If you cannot resolve the North Carolina sales and use tax dispute through the protest / appeal process, the North Carolina Department of Revenue will issue a Notice of Final Determination. The NOFD gives you the opportunity to re-protest the assessment within the agency or file in North Carolina’s tax / administrative court, which is called the North Carolina Office of Administrative Hearings. There are important deadlines in this phase of the process as well, such as 60 days to file in administrative court.
Settling a North Carolina Sales Tax Liability
Along the way, or even after one the critical notices are issued, there is the possibility to settle your North Carolina sales tax case by negotiating with the North Carolina Department of Revenue. Often, you can get better results here than with the auditor. If you or your professional seldom does state and local tax work, it might be difficult to evaluate fair versus unreasonable settlements. DO NOT try to negotiate a settlement without an experienced North Carolina state and local tax lawyer or other professional.
Contest a North Carolina Jeopardy Assessment
North Carolina may issue a Notice of Jeopardy Determination in certain situations. The jeopardy assessment gives North Carolina Department of Revenue accelerated rights and it may immediately begin to try and collect. Due to the jeopardy nature, the taxpayer only has 20 days to contest the assessment and must place a security deposit to fight the issue.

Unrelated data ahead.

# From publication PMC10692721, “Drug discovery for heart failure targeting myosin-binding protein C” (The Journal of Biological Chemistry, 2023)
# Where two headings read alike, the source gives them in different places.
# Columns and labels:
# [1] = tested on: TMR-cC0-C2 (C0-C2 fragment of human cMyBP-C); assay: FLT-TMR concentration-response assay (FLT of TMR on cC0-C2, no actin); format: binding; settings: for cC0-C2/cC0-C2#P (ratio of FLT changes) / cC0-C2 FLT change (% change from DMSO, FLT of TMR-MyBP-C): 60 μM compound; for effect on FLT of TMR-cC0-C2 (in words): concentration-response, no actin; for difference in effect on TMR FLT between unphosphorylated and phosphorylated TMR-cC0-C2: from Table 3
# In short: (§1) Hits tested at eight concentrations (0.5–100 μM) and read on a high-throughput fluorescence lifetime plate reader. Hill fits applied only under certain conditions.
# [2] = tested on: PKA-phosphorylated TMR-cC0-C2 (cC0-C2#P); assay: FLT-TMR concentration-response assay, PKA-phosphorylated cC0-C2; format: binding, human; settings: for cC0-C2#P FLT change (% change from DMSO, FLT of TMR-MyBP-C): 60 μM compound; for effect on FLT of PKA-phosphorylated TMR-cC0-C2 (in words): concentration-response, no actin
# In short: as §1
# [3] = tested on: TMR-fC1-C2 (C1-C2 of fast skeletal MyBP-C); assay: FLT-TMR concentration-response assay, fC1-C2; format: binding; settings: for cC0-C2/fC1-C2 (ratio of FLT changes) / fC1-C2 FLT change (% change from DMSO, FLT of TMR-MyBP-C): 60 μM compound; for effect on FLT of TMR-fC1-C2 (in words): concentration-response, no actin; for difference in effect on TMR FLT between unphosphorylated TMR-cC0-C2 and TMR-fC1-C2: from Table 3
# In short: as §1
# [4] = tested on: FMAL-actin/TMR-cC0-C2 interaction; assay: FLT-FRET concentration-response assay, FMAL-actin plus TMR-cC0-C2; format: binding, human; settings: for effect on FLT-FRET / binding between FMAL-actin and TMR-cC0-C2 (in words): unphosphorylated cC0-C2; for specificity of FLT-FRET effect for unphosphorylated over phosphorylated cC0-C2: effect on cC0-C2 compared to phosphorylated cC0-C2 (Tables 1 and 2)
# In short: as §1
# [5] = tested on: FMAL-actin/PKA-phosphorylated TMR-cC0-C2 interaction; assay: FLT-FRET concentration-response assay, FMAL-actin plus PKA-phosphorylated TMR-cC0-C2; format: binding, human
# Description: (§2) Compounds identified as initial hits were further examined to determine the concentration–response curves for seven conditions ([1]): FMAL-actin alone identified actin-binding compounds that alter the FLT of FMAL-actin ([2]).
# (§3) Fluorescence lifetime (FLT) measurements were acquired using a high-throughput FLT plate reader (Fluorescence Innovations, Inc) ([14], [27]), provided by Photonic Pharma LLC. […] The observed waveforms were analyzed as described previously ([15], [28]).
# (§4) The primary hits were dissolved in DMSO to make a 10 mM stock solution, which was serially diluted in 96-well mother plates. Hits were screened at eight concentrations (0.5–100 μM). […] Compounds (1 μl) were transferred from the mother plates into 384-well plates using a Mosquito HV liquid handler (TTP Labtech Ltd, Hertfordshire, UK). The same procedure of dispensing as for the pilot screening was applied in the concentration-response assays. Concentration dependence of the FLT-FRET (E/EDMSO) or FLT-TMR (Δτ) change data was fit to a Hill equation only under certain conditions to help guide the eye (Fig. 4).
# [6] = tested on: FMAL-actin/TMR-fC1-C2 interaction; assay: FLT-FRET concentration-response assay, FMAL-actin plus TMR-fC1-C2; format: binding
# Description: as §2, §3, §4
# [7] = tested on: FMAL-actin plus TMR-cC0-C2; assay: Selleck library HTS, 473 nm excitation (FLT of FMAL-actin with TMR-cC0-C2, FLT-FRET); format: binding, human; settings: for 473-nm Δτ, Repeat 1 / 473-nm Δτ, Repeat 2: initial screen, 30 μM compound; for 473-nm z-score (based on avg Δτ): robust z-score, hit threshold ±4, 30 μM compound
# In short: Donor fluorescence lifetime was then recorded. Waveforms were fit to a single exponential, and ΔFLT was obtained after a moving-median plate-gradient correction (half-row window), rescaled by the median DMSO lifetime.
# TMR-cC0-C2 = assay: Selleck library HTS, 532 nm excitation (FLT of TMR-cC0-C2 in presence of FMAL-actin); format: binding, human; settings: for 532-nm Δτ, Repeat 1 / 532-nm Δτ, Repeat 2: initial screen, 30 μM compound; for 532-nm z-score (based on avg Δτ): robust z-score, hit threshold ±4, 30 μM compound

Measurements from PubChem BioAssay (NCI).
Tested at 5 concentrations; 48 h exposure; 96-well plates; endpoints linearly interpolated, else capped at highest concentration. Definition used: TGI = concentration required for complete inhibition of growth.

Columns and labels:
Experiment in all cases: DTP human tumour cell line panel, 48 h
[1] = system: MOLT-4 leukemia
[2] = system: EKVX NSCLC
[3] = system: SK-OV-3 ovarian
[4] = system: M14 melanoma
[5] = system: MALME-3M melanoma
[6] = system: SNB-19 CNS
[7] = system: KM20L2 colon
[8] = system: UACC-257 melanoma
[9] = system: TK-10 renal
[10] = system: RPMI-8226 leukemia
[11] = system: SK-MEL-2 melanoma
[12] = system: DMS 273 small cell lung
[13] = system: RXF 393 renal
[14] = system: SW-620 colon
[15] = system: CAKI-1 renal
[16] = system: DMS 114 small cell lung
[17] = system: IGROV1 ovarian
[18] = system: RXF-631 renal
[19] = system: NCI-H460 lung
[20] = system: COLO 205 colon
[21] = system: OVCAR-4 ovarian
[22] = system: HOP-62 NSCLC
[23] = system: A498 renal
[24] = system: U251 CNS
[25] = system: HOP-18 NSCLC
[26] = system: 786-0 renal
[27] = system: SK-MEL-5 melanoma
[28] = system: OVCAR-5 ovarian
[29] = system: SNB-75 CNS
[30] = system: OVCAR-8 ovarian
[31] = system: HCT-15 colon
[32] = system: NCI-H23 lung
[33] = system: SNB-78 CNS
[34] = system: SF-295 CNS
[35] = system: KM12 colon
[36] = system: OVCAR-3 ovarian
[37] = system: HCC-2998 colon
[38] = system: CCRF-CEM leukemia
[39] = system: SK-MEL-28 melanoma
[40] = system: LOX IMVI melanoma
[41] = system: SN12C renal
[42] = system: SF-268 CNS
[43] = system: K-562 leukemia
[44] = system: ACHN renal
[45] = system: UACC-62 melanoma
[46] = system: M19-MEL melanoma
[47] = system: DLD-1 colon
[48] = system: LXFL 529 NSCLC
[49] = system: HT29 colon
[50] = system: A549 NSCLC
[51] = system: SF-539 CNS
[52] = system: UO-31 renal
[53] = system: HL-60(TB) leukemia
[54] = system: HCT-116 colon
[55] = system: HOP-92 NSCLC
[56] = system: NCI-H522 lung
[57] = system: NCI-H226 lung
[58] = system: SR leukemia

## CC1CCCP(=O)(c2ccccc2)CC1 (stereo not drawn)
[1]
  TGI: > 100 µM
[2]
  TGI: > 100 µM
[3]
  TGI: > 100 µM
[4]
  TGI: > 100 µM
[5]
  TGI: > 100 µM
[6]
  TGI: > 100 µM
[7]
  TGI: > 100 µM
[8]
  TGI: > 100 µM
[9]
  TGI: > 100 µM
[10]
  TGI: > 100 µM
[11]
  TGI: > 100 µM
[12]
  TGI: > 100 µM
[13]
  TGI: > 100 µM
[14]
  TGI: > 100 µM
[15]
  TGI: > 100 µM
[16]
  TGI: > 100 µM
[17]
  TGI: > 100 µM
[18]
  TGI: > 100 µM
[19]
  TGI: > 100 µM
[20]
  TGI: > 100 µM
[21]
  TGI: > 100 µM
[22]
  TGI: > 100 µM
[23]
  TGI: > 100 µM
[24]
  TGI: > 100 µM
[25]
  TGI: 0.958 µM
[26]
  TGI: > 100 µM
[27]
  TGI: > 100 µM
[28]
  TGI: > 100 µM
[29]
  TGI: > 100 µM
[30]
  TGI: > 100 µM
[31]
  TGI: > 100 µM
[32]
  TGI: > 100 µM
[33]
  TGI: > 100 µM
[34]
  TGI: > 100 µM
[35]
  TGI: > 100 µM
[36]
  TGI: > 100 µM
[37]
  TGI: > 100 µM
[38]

North Carolina Administrative Court
If you cannot resolve the case within the agency or missed your deadlines, you still have one last shot to fight your North Carolina sales tax assessment by going to the North Carolina State Office of Administrative Hearings (SOAH). Although we generally don’t recommend it, you always have the option to skip the agency protest process and file in administrative court. That said, because neither party wants to spend the time and resources on the uncertainty of administrative court, continuing to challenge the assessment is often an effective way to maximize your settlement potential.
If your case is filed in administrative court, and the case proceeds to hearing, it is heard and decided by a neutral administrative law judge. Our team has handled hundreds of administrative court cases and can help your company receive the resolution it is entitled to. It is very similar to a court hearing and having an experienced representative is imperative.